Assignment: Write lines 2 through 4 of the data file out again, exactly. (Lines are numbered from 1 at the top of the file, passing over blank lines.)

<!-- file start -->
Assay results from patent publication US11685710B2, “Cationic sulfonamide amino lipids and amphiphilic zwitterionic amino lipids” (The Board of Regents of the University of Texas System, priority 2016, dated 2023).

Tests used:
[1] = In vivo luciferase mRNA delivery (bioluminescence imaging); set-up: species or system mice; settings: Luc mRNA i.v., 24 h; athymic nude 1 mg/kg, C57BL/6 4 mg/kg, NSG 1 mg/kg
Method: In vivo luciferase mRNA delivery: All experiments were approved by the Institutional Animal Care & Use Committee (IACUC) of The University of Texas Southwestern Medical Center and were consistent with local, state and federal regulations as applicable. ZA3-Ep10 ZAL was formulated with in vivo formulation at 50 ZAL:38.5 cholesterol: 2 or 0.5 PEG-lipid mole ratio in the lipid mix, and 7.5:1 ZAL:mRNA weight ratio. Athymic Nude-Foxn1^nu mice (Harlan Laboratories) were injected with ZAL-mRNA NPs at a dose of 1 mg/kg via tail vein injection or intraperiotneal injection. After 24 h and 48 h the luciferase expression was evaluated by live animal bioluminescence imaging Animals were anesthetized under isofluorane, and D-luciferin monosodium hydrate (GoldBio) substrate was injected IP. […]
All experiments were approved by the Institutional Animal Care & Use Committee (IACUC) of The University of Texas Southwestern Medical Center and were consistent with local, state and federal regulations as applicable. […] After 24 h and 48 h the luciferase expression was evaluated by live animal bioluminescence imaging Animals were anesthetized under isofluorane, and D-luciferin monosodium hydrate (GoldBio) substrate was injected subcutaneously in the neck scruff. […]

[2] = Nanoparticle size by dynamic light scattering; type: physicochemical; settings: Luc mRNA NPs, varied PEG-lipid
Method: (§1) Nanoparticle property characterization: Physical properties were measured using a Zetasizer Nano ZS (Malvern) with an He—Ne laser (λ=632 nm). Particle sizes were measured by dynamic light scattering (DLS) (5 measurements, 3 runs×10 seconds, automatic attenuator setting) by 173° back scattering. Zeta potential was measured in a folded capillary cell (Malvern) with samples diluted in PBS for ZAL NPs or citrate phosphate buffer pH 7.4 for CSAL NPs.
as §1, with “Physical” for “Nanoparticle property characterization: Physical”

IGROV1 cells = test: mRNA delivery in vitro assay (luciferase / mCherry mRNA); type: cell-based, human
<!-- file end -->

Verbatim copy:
Tests used:
[1] = In vivo luciferase mRNA delivery (bioluminescence imaging); set-up: species or system mice; settings: Luc mRNA i.v., 24 h; athymic nude 1 mg/kg, C57BL/6 4 mg/kg, NSG 1 mg/kg
Method: In vivo luciferase mRNA delivery: All experiments were approved by the Institutional Animal Care & Use Committee (IACUC) of The University of Texas Southwestern Medical Center and were consistent with local, state and federal regulations as applicable. ZA3-Ep10 ZAL was formulated with in vivo formulation at 50 ZAL:38.5 cholesterol: 2 or 0.5 PEG-lipid mole ratio in the lipid mix, and 7.5:1 ZAL:mRNA weight ratio. Athymic Nude-Foxn1^nu mice (Harlan Laboratories) were injected with ZAL-mRNA NPs at a dose of 1 mg/kg via tail vein injection or intraperiotneal injection. After 24 h and 48 h the luciferase expression was evaluated by live animal bioluminescence imaging Animals were anesthetized under isofluorane, and D-luciferin monosodium hydrate (GoldBio) substrate was injected IP. […]